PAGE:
The Combined Forces Special Enforcement Unit of B.C. (CFSEU-BC) is B.C.'s anti-gang police force. The agency released its second annual community report this week.

‘Significant decline’ in gang killings: CFSEU annual report

Community report from anti-gang police unit notes more big cases go to trial in 2015

A recent drop in gang violence now has B.C.’s anti-gang police unit looking to the courts for closure on several major outstanding cases.

Combined Forces Special Enforcement Unit chief officer Kevin Hackett said the “significant decline” in organized crime homicides comes after a series of high-profile investigations leading to charges, as well as new initiatives to prevent or reduce gang membership.

His comments were published Monday in the unit’s 2014 annual community report. It can be found online at bc-anti-gang.com.

The number of gang-related killings in B.C. fell to 13 last year from 18 in 2012 and has been cut by almost two-thirds from the 36 gang murders committed in 2009.

Nearly 100 organized crime figures or gang-related individuals were arrested and charged last year with more than 270 offences in close to 30 B.C. communities, Hackett said.

The report’s release came after the province announced policing cuts that will pare the CFSEU budget by $2.8 million.

Much public attention has focused on the Surrey Six murder trial, which concluded in early July. A decision is expected to be handed down Oct. 2 in the case against two of the men accused of killing two innocents along with four other targeted victims.

But a separate murder conspiracy trial for Red Scorpions gang member Jamie Bacon is slated to begin next May for his alleged role in the Surrey Six slayings.

And there could be two other major gang murder trials in 2015 as well.

A trial is expected to begin next year in Kelowna, where Jonathan Bacon was gunned down three years ago. Jujhar Khun-Khun, Michael Kerry Hunter Jones and Jason Thomas McBride face first-degree murder charges as well as four counts each of attempted murder.

CFSEU officials say next year could also see the start of a trial against Cory Vallee, accused in two murders – the 2009 shooting in Langley of Red Scorpion Kevin LeClair and the 2008 shooting in Burnaby of Jonathan Barber, who was mistakenly targeted because he was installing a stereo in a car owned by a Bacon brother.

Vallee, who was arrested in August in Mexico and quickly returned to B.C., also faces conspiracy charges in relation to a UN Gang plot to kill the Bacon brothers.

Hackett said a joint CFSEU-IHIT investigation also led to murder conspiracy guilty pleas last year against six UN Gang members and associates.

He said the gangsters had been “ruthlessly hunting” members of the Bacon crime group in 2008-09, a period during which police efforts also prevented at least two more murders.

“They displayed blatant disregard for public safety in what Crown counsel referred to as ‘human safaris’ while they targeted their rivals.”

The six received sentences of seven to 14 years each and although UN Gang leader Barzan Tilli-Choli could be out late in 2018 due to time served, he is expected to then be deported to Iraq.

Hackett was optimistic the CFSEU’s edgy End Gang Life campaign (endganglife.ca) will help persuade more gang members to reform. It plays on the emotions of gangsters with imagery of loved ones left behind after they’re dead.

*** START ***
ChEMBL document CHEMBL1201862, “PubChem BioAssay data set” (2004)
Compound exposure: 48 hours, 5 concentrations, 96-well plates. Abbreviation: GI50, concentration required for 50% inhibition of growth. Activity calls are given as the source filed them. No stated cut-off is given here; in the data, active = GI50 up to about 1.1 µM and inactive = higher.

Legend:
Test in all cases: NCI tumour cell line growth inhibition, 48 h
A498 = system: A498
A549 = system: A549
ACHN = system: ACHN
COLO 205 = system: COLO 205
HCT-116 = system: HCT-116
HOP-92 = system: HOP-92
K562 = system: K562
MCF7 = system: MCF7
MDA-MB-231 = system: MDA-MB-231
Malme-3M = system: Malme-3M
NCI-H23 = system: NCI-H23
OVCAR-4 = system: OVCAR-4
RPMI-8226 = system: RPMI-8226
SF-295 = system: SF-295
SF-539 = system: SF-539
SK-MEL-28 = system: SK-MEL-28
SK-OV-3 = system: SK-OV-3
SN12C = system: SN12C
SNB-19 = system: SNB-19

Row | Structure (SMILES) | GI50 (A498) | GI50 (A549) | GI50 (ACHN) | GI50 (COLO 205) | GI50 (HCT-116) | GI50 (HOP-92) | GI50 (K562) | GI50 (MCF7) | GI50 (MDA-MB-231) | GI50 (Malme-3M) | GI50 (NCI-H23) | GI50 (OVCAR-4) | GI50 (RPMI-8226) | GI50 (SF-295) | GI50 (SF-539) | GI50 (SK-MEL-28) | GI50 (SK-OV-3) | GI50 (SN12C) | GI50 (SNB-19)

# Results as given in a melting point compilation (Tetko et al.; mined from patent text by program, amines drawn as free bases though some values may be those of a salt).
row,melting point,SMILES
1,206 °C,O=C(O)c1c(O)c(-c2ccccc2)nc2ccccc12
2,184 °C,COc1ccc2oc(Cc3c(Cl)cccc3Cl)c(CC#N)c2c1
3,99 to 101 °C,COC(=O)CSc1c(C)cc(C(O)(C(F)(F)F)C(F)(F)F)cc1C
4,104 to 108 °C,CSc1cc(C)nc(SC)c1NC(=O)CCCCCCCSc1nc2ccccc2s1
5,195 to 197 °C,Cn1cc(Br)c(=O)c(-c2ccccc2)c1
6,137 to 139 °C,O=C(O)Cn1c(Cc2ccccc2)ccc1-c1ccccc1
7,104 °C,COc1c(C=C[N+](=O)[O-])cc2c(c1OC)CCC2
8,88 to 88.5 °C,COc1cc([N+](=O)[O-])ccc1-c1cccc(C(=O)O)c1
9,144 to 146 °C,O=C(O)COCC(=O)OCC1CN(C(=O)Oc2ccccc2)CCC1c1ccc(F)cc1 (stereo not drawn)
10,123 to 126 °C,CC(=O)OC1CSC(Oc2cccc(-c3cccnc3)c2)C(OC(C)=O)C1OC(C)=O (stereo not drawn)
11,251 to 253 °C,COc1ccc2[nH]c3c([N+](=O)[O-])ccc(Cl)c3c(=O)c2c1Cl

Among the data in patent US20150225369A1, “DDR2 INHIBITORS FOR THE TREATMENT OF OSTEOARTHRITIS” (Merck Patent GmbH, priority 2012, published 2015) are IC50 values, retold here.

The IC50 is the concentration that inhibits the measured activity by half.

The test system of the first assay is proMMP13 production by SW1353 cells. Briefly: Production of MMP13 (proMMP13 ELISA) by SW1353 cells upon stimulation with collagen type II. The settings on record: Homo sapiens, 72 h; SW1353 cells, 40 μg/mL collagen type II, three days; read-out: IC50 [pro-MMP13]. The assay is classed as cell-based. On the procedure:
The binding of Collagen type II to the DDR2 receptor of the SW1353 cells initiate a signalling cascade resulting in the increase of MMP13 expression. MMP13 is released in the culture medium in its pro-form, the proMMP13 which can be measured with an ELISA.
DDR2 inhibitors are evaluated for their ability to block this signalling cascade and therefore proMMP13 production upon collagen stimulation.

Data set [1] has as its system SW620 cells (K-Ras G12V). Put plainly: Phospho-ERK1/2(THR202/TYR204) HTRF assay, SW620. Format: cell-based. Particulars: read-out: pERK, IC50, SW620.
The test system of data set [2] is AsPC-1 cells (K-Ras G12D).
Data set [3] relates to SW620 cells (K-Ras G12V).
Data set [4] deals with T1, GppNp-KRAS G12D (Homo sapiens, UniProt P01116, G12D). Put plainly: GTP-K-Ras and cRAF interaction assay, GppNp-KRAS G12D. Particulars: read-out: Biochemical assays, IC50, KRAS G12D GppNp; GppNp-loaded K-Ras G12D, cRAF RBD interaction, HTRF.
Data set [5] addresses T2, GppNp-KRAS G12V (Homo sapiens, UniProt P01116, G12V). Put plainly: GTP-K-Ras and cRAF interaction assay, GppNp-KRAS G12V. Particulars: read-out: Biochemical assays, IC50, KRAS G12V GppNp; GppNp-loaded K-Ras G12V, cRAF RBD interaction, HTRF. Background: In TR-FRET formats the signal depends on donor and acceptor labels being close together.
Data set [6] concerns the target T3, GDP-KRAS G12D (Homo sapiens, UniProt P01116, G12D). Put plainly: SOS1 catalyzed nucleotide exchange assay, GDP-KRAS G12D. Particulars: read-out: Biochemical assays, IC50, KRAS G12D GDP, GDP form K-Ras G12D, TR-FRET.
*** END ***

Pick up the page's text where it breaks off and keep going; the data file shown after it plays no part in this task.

The annual report includes statistics on the ethnicity of gang murder victims, where the bodies are typically found (31 per cent inside a car, 20 per cent inside a residence), as well as seasonal patterns in gang violence.

Jonathan Bacon was killed outside a Kelowna hotel three years ago.The murder trial of his three accused killers is slated to begin next year.

Get local stories you won't find anywhere else right to your inbox.
Sign up here

Just Posted

Commute in Nanaimo slowed as SUV goes up onto highway barrier, gets stuck

Accident happened at 5 p.m. on old Island Highway and Highland Boulevard

Seven years later, Nanaimo’s animal trapping bylaw still isn’t approved

Animal trapping bylaw requires provincial approval before it can be adopted

Juno-nominated Nanaimo teen Lauren Spencer-Smith to appear on ‘American Idol’

Singer up for Adult Contemporary Album of the Year for ‘Unplugged, Vol. 1’

Nanaimo Clippers goalie chosen his team’s MVP

Jordan Naylor and teammates honoured at hockey club’s year-end award banquet

New minister leading services at St. Andrew’s in Nanaimo

Rev. Greg Darjes returned this month to the church in the Old City Quarter after 18 years elsewhere

Protecting privacy key to stopping spread of COVID-19, B.C. health officials say

The number of coronavirus cases in B.C. remains at seven

Toffoli scores OT winner as Canucks beat Habs 4-3

Demko makes 37 saves for Vancouver

Private clinics would harm ‘ordinary’ people using public system in B.C.: lawyer

Health Minister Adrian Dix announced in 2018 that the government would begin to fine doctors $10,000

B.C. terminates contract with hospice society refusing assisted death

Delta Hospice Society loses hospital service fund of $1.5 million

Child in hospital following fatal crash that killed father, sibling on B.C. highway

The single vehicle crash occured near Kamloops on Highway 5A

‘Die!’: Vernon councillor mailed death threat

This story contains information that might be sensitive to some readers

Hidden message connects Castlegar homeowners decades apart

The Rodgers family was surprised when a message fell out of the walls as they were renovating

Two B.C. men plead guilty to bus-terminal assault of man with autism in Ontario

Parmvir Chahil and Jaspaul Uppal due to be sentenced in June for aggravated assault

Most Read